Vendors line the halls of Fancy Food Fest

When High Design Doesn’t Align

by Jessica Deseo on 06/28/2017 | 4 Minute Read

As trend leaders and enthusiasts, designers have a natural inclination to move with the times, and their ‘of-the-moment’ design aesthetic wants to reflect that. To them, the inverse can feel like “bad design.” This approach in packaged goods is often visually aspirational, and can be an effective way for a brand to spark new consumer love. Yet, it often hinges on the designer’s perception of beautiful, rather than beauty being in the eye of the beholder. It begs the question, if, in using this approach, are designers designing above consumers instead of to them? The 2016 election revealed a chasm between aspiration and pragmatism, and asks those of us in the marketing, advertising and design world: do we really know who we are talking to? Get it right and you’ll create emotional resonance and brand relevance. Get it wrong and you could miss your target entirely. 

A quick glance at the state of current package design shows a trending upscale, premium aesthetic that is increasingly aspirational and very much tied to the narrative around authenticity. Over the last five years, small new challenger brands have leveraged aspirational design as a way to disrupt established brands at shelf and create an immediate, more intimate connection with consumers. In telling their story – the process, the people, their purpose – they have answered a growing consumer desire for more information about the products they consume. As successful as this approach has been though, not every brand has a consumer on the other side that cares for this level of information. What the election seems to have exposed is a stronger desire for transparency and a better understanding of what they are getting versus a narrative of authenticity. For brands, rather than serving up a story that helps consumers get to know them better, there seems to be an opportunity to tell consumers simply what they are getting and provide clarity.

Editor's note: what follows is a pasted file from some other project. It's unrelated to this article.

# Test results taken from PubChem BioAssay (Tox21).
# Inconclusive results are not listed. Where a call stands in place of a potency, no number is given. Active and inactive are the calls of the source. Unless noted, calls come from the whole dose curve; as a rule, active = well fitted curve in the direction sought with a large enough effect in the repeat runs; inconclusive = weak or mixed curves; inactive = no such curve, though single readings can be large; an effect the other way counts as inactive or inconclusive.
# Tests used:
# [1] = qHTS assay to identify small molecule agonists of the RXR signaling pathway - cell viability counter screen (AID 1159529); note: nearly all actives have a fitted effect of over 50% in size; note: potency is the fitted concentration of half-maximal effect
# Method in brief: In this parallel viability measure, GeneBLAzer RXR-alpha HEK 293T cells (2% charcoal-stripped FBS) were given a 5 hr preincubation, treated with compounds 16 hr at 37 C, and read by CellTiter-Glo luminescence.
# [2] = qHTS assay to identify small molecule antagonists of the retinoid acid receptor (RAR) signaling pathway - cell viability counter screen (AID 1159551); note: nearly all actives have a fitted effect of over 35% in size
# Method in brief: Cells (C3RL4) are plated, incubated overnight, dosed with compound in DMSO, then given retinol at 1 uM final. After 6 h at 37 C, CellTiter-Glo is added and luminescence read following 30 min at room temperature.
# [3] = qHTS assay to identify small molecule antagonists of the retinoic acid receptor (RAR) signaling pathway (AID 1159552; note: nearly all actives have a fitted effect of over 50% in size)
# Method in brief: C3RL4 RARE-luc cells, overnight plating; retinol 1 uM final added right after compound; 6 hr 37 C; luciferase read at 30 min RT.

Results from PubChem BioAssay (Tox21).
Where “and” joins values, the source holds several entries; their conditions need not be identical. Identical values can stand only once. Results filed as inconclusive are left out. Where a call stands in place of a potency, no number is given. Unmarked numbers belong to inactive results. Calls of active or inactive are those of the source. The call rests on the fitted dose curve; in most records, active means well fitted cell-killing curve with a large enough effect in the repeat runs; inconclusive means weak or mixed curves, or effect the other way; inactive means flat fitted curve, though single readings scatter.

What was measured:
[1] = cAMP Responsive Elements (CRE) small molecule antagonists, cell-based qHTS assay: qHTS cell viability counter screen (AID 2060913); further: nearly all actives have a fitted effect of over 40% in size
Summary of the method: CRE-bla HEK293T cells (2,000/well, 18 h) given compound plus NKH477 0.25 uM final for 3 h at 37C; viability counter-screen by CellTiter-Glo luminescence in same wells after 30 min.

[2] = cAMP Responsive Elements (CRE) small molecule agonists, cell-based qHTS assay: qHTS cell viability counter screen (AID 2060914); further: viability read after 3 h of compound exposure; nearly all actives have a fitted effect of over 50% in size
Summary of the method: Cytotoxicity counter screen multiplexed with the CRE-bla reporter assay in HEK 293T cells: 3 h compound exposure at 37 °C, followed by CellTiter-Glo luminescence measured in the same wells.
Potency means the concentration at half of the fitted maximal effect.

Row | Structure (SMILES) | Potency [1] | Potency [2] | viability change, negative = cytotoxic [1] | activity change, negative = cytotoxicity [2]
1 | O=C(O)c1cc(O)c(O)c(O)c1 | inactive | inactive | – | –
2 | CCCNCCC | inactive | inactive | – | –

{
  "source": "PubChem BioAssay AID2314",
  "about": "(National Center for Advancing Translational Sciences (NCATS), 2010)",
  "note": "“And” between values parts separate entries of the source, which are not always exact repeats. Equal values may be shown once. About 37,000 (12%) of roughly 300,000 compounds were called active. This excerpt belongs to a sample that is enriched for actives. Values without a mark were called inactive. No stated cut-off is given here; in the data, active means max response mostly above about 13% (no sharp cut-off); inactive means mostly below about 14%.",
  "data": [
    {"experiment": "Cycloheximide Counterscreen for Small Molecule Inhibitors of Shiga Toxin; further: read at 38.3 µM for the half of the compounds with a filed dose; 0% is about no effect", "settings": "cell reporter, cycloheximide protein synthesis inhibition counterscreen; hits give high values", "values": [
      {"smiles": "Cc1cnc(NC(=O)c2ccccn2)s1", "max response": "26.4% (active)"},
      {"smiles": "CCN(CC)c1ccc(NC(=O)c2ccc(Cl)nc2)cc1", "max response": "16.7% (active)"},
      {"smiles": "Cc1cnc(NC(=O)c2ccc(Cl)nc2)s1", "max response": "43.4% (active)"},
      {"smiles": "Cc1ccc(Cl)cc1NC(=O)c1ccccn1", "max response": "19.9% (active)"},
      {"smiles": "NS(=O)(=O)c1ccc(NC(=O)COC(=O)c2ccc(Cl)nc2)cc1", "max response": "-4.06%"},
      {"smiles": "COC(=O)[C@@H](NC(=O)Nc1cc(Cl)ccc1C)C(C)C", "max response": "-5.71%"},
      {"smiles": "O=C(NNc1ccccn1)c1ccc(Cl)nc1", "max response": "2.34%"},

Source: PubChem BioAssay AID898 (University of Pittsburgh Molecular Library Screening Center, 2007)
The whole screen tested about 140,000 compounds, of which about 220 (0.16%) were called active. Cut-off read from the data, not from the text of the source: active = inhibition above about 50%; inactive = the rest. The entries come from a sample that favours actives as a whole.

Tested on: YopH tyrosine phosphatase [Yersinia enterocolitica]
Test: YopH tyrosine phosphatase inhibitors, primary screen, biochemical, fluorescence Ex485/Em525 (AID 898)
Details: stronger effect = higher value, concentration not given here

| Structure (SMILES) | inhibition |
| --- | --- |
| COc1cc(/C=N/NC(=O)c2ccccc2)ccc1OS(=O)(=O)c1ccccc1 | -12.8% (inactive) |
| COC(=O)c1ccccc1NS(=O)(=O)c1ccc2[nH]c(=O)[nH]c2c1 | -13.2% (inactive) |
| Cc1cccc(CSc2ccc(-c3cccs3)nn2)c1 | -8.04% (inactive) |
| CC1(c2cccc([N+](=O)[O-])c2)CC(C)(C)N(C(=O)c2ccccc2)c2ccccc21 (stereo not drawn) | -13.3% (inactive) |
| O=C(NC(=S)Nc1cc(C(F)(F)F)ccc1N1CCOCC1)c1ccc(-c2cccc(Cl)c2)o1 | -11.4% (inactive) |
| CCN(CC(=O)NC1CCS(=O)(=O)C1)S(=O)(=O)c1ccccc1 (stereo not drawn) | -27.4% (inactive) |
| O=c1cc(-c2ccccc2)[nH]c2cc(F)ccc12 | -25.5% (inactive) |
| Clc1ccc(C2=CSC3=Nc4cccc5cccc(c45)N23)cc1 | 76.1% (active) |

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Pragmatic design, as an alternative design approach, is a visual reaction to the saturated use of authenticity and its design language of premium. It directly speaks to the need for a different design aesthetic that values honesty over storytelling. It is rooted in functionality and accessibility, and values what the consumer thinks is beautiful versus the designer. It conveys that “what you see is what you get” but creates small moments of relevance using fonts, surface textures, language, layout and propping materials that feel essential and familiar. Its core traits are function, style, and clarity and is designed, but not overpromising. At shelf, it feels accessible and not off-putting. 

The three Rosso store brands above show the way in which pragmatic design can use the principles of good design without feeling highbrow (like the aspirational design) and the techniques of simplicity without feeling second rate (like the classic design). The pragmatic design leverages the jar shape and communication hierarchy of the Classic design, but uses food photography to set it apart and feel more thoughtful. Against the premium design, the pragmatic design doesn’t make lifestyle assumptions because it uses simple propping – the white plate, the separated garlic – to maintain a sense of believability. Font and language here play an important role to feel familiar and create a sense of accessibility. Ultimately, it offers itself as a “yes and” design option in a package design landscape that feels increasingly “either, or."


Written by Julia Hunter Rancone, Director of Creative Strategy, and Leslie Hacking, Senior Designer, at Ultra Creative, a creative studio in Minneapolis, Minnesota.

With 30 years of experience, we are recognized for hard-working imaginations and strategic design. Specializing in package design, food trends, and consumer engagement. 

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